After listening to Ryan Hoover of Product Hunt and Courtland Allen of IndieHackers talk about their experiences on the Ycombinator podcast it really hit me both of them gained momentum for their products after testing the market with small simple products or minimum viable product(MVP).
Product Hunt was an email list in the beginning so really, I was forced, not being an engineer, to not spend weeks and weeks building something that may be something that people didn’t want. Instead, I was like, “Okay, well, what can I build and then what experience could I provide that would maybe validate or test whether people wanted this? I built this email list, sent it out...
Product hunt initially started its days as a mailing list, IndieHackers originated from creating a central location for people to share their own stories about the products they have built.Can't forget Ben started The Practical Dev as just a twitter account😋
Back in college, my roommate and I stumbled across multiple affordable deals local restaurants were offering to college students to attract more customers but was not marketed all that well.
We realized we could build a potential application that would allows to share and expand the deals campus wide. Once we got whiteboarding the idea was exhilarating because there literally was no other application or service like this offered at our campus. We had the prime idea, except we couldn't bring it to fruition cause we got carried away at waiting to build the "perfect" application with eye catching animation, material design, etc.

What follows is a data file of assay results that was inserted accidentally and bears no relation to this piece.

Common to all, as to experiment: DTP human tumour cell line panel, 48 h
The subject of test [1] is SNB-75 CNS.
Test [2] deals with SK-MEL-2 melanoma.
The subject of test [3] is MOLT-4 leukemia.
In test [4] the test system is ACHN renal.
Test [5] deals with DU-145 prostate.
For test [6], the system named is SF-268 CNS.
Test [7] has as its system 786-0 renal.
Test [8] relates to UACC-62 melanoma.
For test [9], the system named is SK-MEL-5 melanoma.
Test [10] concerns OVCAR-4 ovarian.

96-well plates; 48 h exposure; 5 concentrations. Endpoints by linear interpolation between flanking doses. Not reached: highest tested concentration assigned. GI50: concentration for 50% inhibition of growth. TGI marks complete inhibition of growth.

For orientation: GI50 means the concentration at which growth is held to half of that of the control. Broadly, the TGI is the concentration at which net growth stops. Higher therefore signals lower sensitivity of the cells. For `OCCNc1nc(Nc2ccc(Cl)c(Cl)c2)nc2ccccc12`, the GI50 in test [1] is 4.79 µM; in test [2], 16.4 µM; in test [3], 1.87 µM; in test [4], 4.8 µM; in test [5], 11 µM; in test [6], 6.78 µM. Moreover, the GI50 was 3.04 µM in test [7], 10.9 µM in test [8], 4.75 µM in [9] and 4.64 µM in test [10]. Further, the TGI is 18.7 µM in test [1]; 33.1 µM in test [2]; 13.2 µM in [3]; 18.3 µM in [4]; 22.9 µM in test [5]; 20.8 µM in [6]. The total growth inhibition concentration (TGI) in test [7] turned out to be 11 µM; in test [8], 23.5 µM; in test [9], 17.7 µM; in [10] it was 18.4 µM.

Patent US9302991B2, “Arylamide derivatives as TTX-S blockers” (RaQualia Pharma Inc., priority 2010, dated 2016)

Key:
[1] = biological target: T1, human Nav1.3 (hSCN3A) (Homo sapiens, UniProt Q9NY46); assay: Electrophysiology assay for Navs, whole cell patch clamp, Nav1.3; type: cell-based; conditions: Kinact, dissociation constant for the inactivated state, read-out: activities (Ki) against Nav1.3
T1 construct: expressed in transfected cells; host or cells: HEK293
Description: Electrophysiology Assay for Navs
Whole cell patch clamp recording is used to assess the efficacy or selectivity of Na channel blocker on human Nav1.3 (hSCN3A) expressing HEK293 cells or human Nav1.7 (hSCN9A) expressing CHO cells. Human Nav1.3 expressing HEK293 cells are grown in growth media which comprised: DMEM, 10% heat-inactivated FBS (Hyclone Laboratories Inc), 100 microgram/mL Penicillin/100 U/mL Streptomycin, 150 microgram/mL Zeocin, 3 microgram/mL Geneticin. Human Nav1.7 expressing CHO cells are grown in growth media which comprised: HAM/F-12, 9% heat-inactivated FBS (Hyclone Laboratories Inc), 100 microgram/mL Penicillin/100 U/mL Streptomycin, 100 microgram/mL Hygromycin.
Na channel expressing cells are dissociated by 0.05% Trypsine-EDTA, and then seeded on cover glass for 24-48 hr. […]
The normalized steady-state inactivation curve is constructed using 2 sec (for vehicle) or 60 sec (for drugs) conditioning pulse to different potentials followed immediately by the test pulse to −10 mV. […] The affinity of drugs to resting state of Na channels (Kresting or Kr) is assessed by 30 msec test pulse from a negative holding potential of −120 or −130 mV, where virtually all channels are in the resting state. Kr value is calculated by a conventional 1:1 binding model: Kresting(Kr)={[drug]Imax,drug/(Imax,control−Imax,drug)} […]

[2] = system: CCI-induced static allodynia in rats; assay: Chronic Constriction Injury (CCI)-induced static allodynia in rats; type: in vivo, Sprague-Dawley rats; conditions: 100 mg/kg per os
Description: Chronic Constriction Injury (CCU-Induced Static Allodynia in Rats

By the time the "perfect" application came around(spoiler alert: never happened). Another application, Hooked, came into scene and swooped the market.
Our could have been MVP: The minimum viable product for our product could have been simple as mailing list like product hunt were we collect student emails and forward them best deals on and/or off campus. This MVP could would have allowed us to test the market and see what kind of attractions we could have got and see how we could tailor it to our focused market.
To sum this all up, next time you have that brilliant idea forget about all those bells and whistles or which framework the cool kids are using and ask yourself the following two questions:
- What is the core value your product is delivering?
- What is the most simple and efficient way to deliver that value?
Once you answers those questions and tested your market then you know the direction you should be headed to make your product successful.